66

What would be some sample code that will trap the Ctrl+Tab and Ctrl+Shift+Tab for a WPF application?

We have created KeyDown events and also tried adding command bindings with input gestures, but we were never able to trap these two shortcuts.

93

What KeyDown handler did you have? The code below works for me. The one that gives me trouble is: Alt + Tab, but you didn't ask for that :D

public Window1()
{
   InitializeComponent();
   AddHandler(Keyboard.KeyDownEvent, (KeyEventHandler)HandleKeyDownEvent);
}

private void HandleKeyDownEvent(object sender, KeyEventArgs e)
{
   if (e.Key == Key.Tab && (Keyboard.Modifiers & (ModifierKeys.Control | ModifierKeys.Shift)) == (ModifierKeys.Control | ModifierKeys.Shift))
   {
      MessageBox.Show("CTRL + SHIFT + TAB trapped");
   }

   if (e.Key == Key.Tab && (Keyboard.Modifiers & ModifierKeys.Control) == ModifierKeys.Control)
   {
      MessageBox.Show("CTRL + TAB trapped");
   }
}
  • 14
    @siz You can clean up your If statements by using the following syntax: Keyboard.Modifiers.HasFlag(ModifierKeys.Control) – Pakman Aug 16 '10 at 17:28
  • 1
    Is there a xamly way to do it? – Shimmy Jul 6 '11 at 8:08
  • 1
    how to handle Alt + Tab ? – Sagar Pilkhwal Nov 30 '15 at 15:06
  • 1
    So many up-votes and it seems to work, yet this is WRONG. If you comment out first "if" block, the second one will still capture Ctrl+Shift+Tab. MessageBox causes the control to lose focus. If you leave both "if" blocks uncommented and replace MessageBox with Console.WriteLine for Ctrl+Shift+Tab, you'll see "CTRL + TAB trapped", too. You can't reset flags on Keyboard.Modifiers before comparison. You have to compare the exact value. – Aoi Karasu May 8 '16 at 22:40
  • 1
    (Keyboard.Modifiers & (ModifierKeys.Control | ModifierKeys.Shift)) == (ModifierKeys.Control | ModifierKeys.Shift) also captures Ctrl+Shift+Alt, so it seems better to me to use (Keyboard.Modifiers == (ModifierKeys.Control | ModifierKeys.Shift)) – rayzinnz Jun 22 '17 at 5:48
31

Gustavo's answer was exactly what I was looking for. We want to validate input keys, but still allow pasting:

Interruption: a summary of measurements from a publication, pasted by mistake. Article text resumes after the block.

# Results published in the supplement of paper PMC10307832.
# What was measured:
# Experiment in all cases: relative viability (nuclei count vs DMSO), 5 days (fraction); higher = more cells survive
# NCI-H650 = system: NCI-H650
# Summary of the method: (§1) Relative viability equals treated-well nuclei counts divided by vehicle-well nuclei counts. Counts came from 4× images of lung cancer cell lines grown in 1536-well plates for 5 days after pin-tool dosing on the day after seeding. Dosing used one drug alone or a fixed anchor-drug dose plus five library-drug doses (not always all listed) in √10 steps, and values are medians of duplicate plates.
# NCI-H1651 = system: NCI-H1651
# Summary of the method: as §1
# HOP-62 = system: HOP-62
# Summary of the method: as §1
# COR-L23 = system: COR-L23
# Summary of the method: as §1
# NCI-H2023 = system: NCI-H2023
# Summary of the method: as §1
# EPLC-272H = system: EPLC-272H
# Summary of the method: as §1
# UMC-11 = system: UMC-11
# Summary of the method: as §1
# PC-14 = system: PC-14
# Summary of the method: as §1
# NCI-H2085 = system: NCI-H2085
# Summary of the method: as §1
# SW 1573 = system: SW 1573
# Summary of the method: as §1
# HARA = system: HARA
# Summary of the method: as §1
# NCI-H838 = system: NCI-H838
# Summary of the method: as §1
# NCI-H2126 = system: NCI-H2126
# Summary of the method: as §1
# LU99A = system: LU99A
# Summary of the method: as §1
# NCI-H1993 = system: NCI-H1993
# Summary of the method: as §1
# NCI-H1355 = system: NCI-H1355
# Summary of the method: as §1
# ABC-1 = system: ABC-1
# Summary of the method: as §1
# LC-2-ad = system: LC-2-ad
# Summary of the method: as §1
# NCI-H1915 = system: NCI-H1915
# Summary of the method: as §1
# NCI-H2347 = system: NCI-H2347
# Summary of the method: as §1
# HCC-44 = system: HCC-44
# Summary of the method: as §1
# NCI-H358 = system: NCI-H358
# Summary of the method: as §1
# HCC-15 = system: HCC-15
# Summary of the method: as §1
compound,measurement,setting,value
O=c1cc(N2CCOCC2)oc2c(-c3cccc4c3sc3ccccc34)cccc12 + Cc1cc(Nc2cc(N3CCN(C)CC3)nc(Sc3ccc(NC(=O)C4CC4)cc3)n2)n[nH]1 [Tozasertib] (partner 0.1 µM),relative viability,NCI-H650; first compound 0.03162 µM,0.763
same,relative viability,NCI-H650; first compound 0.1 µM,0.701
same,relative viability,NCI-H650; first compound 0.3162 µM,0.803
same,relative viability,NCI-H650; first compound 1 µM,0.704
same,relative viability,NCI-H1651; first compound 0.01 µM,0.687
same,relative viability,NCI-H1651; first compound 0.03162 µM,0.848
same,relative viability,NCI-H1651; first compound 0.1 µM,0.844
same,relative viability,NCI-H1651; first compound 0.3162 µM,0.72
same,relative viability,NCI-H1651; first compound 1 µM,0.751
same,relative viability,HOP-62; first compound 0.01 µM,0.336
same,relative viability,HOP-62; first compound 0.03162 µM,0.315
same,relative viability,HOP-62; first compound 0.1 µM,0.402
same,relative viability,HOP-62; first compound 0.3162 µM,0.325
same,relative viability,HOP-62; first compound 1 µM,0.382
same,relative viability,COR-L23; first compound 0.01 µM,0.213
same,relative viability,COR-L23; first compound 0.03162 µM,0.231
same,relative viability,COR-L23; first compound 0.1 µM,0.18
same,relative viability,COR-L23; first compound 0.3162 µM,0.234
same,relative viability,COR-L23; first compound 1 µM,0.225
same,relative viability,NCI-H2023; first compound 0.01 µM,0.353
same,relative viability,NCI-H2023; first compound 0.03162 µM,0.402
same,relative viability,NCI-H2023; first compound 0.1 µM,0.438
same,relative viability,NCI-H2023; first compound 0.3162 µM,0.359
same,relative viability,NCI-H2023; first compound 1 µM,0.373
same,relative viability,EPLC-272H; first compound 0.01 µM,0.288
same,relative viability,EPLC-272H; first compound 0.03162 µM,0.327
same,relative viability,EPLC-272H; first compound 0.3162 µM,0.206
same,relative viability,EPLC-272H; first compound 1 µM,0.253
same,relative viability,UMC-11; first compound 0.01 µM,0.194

protected override void OnPreviewKeyDown(KeyEventArgs e)
{
   if ((e.Key == Key.V || e.Key == Key.X || e.Key == Key.C) && Keyboard.IsKeyDown(Key.LeftCtrl))
      return;
}
  • Sadly, this will not handle when the user uses the right ctrl button :-) – Niels Harremoes Apr 6 '17 at 13:09
8

You have to use KeyUp event, not KeyDown...

  • 2
    Interesting. Haven't tried this, but can you please explain why? – Szymon Rozga May 4 '09 at 19:35
  • 7
    Sure Siz. When you are trying to capture 2 or more key strokes at the same time you cannot use KeyDown checking for e.Key because it captures one key at a time. If KeyDown is necessary, like doing something when the user is holding down a key combination for example, you should use KeyDown and the Keyboard class, specifically IsKeyDown(), testing for specific keys. – Gus Cavalcanti May 5 '09 at 16:26
  • 1
    Sorry, I don't understand what you're trying to say here. The KeyUp event also only passes a single Key value in e.Key. Can you give a specific example where handling KeyUp instead of KeyDown would be better for "capturing 2 or more keystrokes at the same time"? Thanks. – Ray Burns Nov 7 '09 at 19:25
  • 5
    @RayBurns The idea behind capturing KeyUp is that at the moment of KeyUp, all "modifier" keys are already pressed. You only need checking them to figure out the whole key combination within the same handler. If you work with KeyDown instead, you have hard time telling Shift+Ctrl (e.g. change keyboard layout) from Shift+Ctrl+A. – bytebuster Nov 23 '12 at 5:55
  • Both Up and Down events are exposed for a reason. All depends on the use case. In some cases using Down is much better, eg. you want to repeat action bound to they key as long as it's pressed without the need of tapping they key repeatedly. You'd prefer to use Up, if you want to prevent from action firing more then once by mistake (the key is pressed for too long by mistake). – Aoi Karasu May 8 '16 at 22:49
2

Working version of Szymon Rozga answer (sorry, I can't comment). We don't look on Alt, but it's accounting can be simply added at first if

  public View()
  {
     InitializeComponent();
     AddHandler(Keyboard.PreviewKeyDownEvent, (KeyEventHandler)controlKeyDownEvent);
  }

  private void controlKeyDownEvent(object sender, KeyEventArgs e)
  {
     if (e.Key == Key.Tab && Keyboard.Modifiers.HasFlag(ModifierKeys.Control))
     {
        if (Keyboard.Modifiers.HasFlag(ModifierKeys.Shift))
           MessageBox.Show("CTRL + SHIFT + TAB trapped");
        else
           MessageBox.Show("CTRL + TAB trapped");
     }
  }
1

Hi you can use this on keydown event

 private void OnButtonKeyDown(object sender, KeyEventArgs e)
    {
        if(Keyboard.IsKeyDown(Key.LeftCtrl) && Keyboard.IsKeyDown(Key.Tab) && Keyboard.IsKeyDown(Key.LeftShift))
        {
           //
           // TODO: somthing here
           //
        }
    }
  • The problem here is also that if I add one more if statement with (Keyboard.IsKeyDown(Key.LeftCtrl) && Keyboard.IsKeyDown(Key.Tab)). Both statements will be executed if I press Ctrl +Shift + Tab – Devid Oct 10 '16 at 7:48
  • in this case you can set cancel=true; in both statements when press Ctrl+Shift+Tab – luka Oct 12 '16 at 8:46

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